Snow, ice and irrigation in our changing climate
Snow is the perfect place to store water over winter before nature releases it over spring and summer, in time for the irrigation season. The seasonal snow storage acts as an uncontrolled reservoir with the natural release of water into streams aligning well with the needs of growing plants.
There are many places throughout the South Island of New Zealand where snow melt is thought to be a significant contributor to stream flows that feed into irrigation systems. Central Otago is the obvious, stand-out region, with the Manuherikia schemes being classic examples that rely on the snow reservoir to support their human-made reservoirs. Areas outside of Otago also need the snow. For example, in South Canterbury the Opuha Water Ltd scheme keeps a very close eye on snow in the Two Thumb range, to plan each season’s water management. Of course, as well as many of these large schemes, a myriad of irrigation water takes operate from streams that are snow-melt fed. And on a completely different scale, the big alpine rivers of the South Island are all influenced to a greater or lesser degree by snow melt.
The magnitude of the “snow melt effect” – the delayed release of water stored as snow – varies considerably from place to place, and most irrigators and water managers have a view on its importance to their own operation. There are two things people are in agreement of: 1) the amount of snow stored in the mountain reservoirs varies considerably from year to year, and 2) the amount of snow is probably reducing over the long term, as the climate gets warmer.
In recognition of the need to better understand the annual variation, and long-term change, the Deep South Challenge has funded a group of people from an array of agencies to improve our ability to quantify New Zealand’s frozen reservoirs, and to assess how snow will fare into the future. The project is called “Snow, ice and glaciers in our changing climate: The impact of climate change on New Zealand’s frozen water resources”, known more affectionately among the team as the Icey Project.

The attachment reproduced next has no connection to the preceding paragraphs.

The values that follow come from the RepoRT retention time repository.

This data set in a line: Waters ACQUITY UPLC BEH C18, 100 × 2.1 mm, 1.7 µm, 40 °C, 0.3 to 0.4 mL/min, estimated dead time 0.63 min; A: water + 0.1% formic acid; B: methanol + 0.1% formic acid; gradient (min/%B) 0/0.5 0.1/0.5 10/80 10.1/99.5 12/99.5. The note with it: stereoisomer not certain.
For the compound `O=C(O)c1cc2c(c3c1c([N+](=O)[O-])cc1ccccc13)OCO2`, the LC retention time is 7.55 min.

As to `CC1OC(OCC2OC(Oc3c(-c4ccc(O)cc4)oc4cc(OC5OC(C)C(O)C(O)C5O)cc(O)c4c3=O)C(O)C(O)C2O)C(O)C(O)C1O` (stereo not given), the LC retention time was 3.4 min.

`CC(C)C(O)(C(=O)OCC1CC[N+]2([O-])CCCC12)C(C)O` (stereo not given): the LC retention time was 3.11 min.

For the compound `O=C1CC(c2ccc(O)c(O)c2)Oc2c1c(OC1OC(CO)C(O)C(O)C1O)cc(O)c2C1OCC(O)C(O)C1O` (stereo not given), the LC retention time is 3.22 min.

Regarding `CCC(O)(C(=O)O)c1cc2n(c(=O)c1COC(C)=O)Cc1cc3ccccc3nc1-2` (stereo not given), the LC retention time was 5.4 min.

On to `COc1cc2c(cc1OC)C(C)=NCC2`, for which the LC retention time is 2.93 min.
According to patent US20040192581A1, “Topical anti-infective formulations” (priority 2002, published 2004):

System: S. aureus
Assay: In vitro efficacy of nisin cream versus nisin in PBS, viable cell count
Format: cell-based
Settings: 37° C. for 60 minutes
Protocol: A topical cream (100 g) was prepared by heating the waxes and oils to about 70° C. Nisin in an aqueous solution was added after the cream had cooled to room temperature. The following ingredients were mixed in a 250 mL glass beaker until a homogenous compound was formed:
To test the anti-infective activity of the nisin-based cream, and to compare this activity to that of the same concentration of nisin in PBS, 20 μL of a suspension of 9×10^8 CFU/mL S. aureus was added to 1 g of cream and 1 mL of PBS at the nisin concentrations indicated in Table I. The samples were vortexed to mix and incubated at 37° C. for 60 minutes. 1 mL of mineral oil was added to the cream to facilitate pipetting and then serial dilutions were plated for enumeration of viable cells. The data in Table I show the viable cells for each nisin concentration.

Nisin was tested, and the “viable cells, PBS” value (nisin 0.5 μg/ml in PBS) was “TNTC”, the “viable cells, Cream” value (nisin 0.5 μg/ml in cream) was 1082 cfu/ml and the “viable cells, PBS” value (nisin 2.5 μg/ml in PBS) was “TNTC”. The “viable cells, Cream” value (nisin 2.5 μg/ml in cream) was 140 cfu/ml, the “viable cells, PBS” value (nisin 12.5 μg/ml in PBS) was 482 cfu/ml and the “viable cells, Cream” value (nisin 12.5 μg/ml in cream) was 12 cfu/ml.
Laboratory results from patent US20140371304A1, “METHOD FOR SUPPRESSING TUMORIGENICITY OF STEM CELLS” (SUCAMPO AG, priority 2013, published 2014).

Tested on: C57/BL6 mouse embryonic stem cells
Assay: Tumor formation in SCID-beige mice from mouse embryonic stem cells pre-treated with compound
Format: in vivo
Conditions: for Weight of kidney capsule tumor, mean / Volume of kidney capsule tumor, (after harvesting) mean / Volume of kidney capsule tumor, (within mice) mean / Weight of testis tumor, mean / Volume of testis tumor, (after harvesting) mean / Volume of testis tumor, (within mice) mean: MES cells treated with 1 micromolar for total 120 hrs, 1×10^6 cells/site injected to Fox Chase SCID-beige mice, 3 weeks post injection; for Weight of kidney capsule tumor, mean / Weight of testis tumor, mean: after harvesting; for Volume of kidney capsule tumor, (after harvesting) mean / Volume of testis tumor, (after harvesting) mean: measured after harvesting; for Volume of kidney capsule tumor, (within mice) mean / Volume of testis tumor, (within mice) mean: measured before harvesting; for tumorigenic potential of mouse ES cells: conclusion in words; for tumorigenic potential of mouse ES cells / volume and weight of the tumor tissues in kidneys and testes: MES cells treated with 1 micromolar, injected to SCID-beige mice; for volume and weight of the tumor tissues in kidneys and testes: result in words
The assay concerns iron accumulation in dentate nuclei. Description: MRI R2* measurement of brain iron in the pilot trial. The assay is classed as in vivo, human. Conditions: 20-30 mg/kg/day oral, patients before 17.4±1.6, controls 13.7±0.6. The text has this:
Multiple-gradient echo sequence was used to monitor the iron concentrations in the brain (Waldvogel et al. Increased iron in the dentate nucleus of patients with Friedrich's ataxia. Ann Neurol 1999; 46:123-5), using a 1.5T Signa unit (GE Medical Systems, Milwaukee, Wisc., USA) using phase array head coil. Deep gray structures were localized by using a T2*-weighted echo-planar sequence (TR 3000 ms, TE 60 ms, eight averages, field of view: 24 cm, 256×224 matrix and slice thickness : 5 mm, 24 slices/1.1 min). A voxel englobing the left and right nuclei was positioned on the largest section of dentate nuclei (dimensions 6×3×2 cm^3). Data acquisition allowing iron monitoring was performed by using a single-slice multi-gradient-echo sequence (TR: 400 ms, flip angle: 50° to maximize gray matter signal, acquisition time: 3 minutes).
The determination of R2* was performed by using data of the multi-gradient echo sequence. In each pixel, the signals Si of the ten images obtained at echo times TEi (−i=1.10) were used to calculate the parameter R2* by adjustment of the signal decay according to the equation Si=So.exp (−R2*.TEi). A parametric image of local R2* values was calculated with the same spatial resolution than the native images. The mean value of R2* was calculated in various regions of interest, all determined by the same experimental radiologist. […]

Past consideration of climate change has found that the seasonal snow reservoirs will reduce in size and will release their water earlier than traditionally experienced. This is a double blow for irrigators. Less water, made available too early. In catchments with large glaciers upstream, there may be a temporary increase in runoff during spring and summer due increased glacier melt. However, increased glacier melt over some decades will eventually reduce the size of the glaciers and summer runoff will decrease.
Of course, with timely warning, these effects may be offset with changes in management systems, crop types, and irrigation infrastructure. But change is stressful, and often expensive, so clarity on the magnitude and timing of the changes to the frozen reservoirs is imperative to plan the required changes appropriately. Limiting the uncertainty in knowledge of the future snow reservoir is exactly what the Icey Project has been tasked to do. By the end of the project (June 2019), Icey will have made a new assessment of how the snow and ice reservoirs throughout New Zealand are likely to change between now and the end of the century.
Nevertheless, some challenges will remain and certain questions will be unanswered. For example, we still don’t know the extent to which our snow is redistributed by wind and avalanches, or at what rate our glaciers are melting when they’re blanketed in a thick surface debris cover. In subsequent work, we hope to further develop the science and integrate this new knowledge into national-scale hydrological assessments. Ultimately, this will provide a sound basis for irrigators to determine the best approach to plan for the future, and reduce the stress both on water managers, and on their crops.
A likely spin-off for irrigators is that the Icey Project may enable measurement-driven computer simulations to provide regular and up-to-the-minute assessments of how much water is ready, poised to flow into their systems. Similar assessments have been applied to the hydro-electricity industry since 1995, after prompting by the 1992 energy crisis, and more recently, to the Opuha catchment in South Canterbury.
Photo credit: Brewster Glacier during summer, which is located near Haast Pass in the Southern Alps (Chris Garden).
This article was originally written for the Spring 2018 edition of the Irrigation NZ magazine. The full article looks at a range of climate impacts on the irrigation sector.
This article was written jointly by Tim Kerr (Aqualinc Research); Andrew Mackintosh, Ruzica Dadic, Huw Horgan, Brian Anderson (Victoria University of Wellington); Nicolas Cullen, Pascal Sirguey (University of Otago); Jono Conway (Bodeker Scientific); Heather Purdie (University of Canterbury); and Christian Zammit (NIWA).